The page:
Archive for May 2013
Tucked away in the appendix to Point Topic’s reassessment of the cost of providing 100% next generation broadband access to Europe is the cost to do it for the UK: £6.186bn (€7.304bn).
This is a far cry from the £29bn estimated by rival consultancy Analysys Mason for the Broadband Stakeholders Group, which became government and industry dogma for the cost of ‘fibre-ing up the country’.
Point Topic’s think-piece estimates €60,000 is the total capex cost (including long-distance backhaul for example) of providing universal 30Mbps downloads via VDSL for a single street cabinet that covers a European urban area of radius 700 metres, approximately 1.6km2 in area. The cabinet is assumed to serve all homes in the area up to 600, ie €100 per home. Less than 100% take-up and other inefficiencies probably push this to €150 per home passed, it says. This rises to €900 in semi-rural areas.
The rural areas need a different approach, it says. Point Topic suggests a subsidy of €2,000 per home will do the trick and attract private investment. B4RN, the private FTTH network, expects to connect homes for an average of £1,400.
The analyst further suggests the UK has the smallest rural “challenge”, with just 4.6% of rural homes facing above average or high funding needs.
Point Topic puts the cost to provide every home in the EU with access to a broadband service that offers 30Mbps downloads at €80bn, less than half the usual estimates of €180bn to €270bn.
True, this is not the ‘future-proofed’ fibre to the home (FTTH) B4RN solution, but uses existing copper in the local loop. One suspects that using E-band (>60MHz ‘WiGig’) wireless links instead of copper could also play a role, despite the need for greater beam accuracy and signal attenuation in rain.
The Cabinet Office’s Major Projects report classifies the two main BDUK projects, for next generation access and for “super-connected cities” as Amber/Red, meaning they risk running out of control.
Amber/red means that “successful delivery of the project is in doubt, with major risks or issues apparent in a number of key areas. Urgent action is needed to ensure these are addressed, and whether resolution is feasible”.
The report reveals the “whole life” cost of the NGA roll-out is now £1.8bn. Another £150m for putting in 100Mbps backbone networks in cities is tied up because BT and Virgin Media have questioned the use of state aid to do it.
“As of 25/03/13 the (NGA) 12/13 budget is now £12m and the forecast is £10m. Projected spend in 12/13 is less then originally forecast owing to the delays in gaining State aid. DCMS has agreed a budget re-profile with HMT which has brought the budget profile into line with forecast expenditure,” the report said.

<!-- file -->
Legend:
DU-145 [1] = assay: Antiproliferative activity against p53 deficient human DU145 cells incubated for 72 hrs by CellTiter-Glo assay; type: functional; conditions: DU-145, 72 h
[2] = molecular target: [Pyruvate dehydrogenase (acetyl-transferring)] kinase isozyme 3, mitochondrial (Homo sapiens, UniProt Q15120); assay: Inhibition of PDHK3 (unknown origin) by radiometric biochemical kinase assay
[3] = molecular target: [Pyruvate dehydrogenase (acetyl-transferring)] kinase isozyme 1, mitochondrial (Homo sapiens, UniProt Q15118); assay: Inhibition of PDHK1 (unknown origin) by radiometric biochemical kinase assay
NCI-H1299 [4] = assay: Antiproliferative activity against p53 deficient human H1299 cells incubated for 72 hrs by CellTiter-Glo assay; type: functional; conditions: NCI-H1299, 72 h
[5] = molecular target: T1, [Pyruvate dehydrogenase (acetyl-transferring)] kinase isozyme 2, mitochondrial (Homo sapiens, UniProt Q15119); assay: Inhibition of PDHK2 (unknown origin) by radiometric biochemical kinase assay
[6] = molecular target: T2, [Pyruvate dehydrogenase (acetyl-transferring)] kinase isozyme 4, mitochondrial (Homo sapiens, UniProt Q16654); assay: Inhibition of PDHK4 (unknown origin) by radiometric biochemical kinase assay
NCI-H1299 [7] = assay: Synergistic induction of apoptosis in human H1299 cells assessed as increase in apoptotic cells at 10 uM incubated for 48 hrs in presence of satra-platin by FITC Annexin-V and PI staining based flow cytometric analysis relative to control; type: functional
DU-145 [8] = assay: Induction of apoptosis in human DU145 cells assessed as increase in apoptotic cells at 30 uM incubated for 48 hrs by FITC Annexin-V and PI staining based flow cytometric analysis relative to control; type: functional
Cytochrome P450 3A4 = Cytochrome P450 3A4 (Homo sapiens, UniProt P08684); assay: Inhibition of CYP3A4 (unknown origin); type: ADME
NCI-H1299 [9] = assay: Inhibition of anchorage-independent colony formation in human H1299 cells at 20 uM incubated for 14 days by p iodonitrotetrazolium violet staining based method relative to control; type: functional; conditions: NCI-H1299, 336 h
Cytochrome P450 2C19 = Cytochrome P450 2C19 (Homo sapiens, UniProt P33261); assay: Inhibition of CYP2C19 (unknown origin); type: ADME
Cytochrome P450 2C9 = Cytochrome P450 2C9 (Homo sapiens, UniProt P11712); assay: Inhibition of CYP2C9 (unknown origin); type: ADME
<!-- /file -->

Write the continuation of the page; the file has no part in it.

BT Openreach’s delivery and repair of Ethernet connections continues to deteriorate, the Office of the Telecommunications Adjudicator (OTA2) reports.
Br0kenTeleph0ne reported earlier that Openreach had suspended a new Ethernet ordering system, Ethernet Access Direct (EAD), on 15 September after communications providers (CPs) had found it didn’t work. EAD is meant to process orders for sub-1Gbps Ethernet connections.
The OTA2 described this as “a disappointing set-back for the Ethernet community”, adding “Given the strategic importance attached to this key development, and the need to ‘get it right’, the decision by Openreach to ‘suspend’ whilst a fundamental re-assessment is undertaken is a decision which is welcomed by the CP community.”
BT said CPs could still place orders through the legacy system that EAD is meant to replace.
In its April report just out, the OTA2 said, “We are still awaiting sight of the plan for restarting the (EAD) programme and CPs are expressing concern that the time taken to get to a clear set of strategic goals for the system and for Openreach to share their thoughts on how any new model will work.”
OTA2 went on to say, “The Ethernet products are experiencing a deteriorating performance – there are problems with the delays in planning and the CPs are reporting increasing frustration with the responsiveness of Openreach in any direct communication (job controller answer times have increased significantly) and the jeopardy and escalation processes don’t seem to be as efficient as needed.”
Problems with Ethernet ordering may also affect perceptions that Openreach ignores the needs of business customers. OTA2 said that during summer (2012) a number of CPs complained to Ofcom that “Openreach was not addressing the needs of business-focused CPs and their customers, leading to unacceptable levels of service for this group of CPs.”